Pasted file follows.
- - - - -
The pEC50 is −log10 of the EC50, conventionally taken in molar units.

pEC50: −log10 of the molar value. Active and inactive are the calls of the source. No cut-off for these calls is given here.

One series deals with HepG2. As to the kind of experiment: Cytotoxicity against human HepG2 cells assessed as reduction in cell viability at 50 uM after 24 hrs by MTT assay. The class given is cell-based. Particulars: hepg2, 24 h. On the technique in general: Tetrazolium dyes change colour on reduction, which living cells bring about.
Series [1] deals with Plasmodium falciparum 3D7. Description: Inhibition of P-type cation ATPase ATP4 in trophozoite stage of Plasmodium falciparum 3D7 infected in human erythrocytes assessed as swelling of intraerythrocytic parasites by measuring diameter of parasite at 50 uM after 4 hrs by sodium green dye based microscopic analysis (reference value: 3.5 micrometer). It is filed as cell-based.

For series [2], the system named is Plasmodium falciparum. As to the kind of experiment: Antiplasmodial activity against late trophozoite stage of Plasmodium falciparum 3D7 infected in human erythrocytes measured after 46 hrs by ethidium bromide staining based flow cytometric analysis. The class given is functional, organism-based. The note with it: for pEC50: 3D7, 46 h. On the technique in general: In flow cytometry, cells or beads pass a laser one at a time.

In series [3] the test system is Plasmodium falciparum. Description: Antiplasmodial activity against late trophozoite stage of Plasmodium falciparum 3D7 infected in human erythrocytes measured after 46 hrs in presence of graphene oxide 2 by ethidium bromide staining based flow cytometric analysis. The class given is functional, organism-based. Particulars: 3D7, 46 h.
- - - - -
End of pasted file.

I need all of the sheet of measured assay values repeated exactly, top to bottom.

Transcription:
The pEC50 is −log10 of the EC50, conventionally taken in molar units.

pEC50: −log10 of the molar value. Active and inactive are the calls of the source. No cut-off for these calls is given here.

One series deals with HepG2. As to the kind of experiment: Cytotoxicity against human HepG2 cells assessed as reduction in cell viability at 50 uM after 24 hrs by MTT assay. The class given is cell-based. Particulars: hepg2, 24 h. On the technique in general: Tetrazolium dyes change colour on reduction, which living cells bring about.
Series [1] deals with Plasmodium falciparum 3D7. Description: Inhibition of P-type cation ATPase ATP4 in trophozoite stage of Plasmodium falciparum 3D7 infected in human erythrocytes assessed as swelling of intraerythrocytic parasites by measuring diameter of parasite at 50 uM after 4 hrs by sodium green dye based microscopic analysis (reference value: 3.5 micrometer). It is filed as cell-based.

For series [2], the system named is Plasmodium falciparum. As to the kind of experiment: Antiplasmodial activity against late trophozoite stage of Plasmodium falciparum 3D7 infected in human erythrocytes measured after 46 hrs by ethidium bromide staining based flow cytometric analysis. The class given is functional, organism-based. The note with it: for pEC50: 3D7, 46 h. On the technique in general: In flow cytometry, cells or beads pass a laser one at a time.

In series [3] the test system is Plasmodium falciparum. Description: Antiplasmodial activity against late trophozoite stage of Plasmodium falciparum 3D7 infected in human erythrocytes measured after 46 hrs in presence of graphene oxide 2 by ethidium bromide staining based flow cytometric analysis. The class given is functional, organism-based. Particulars: 3D7, 46 h.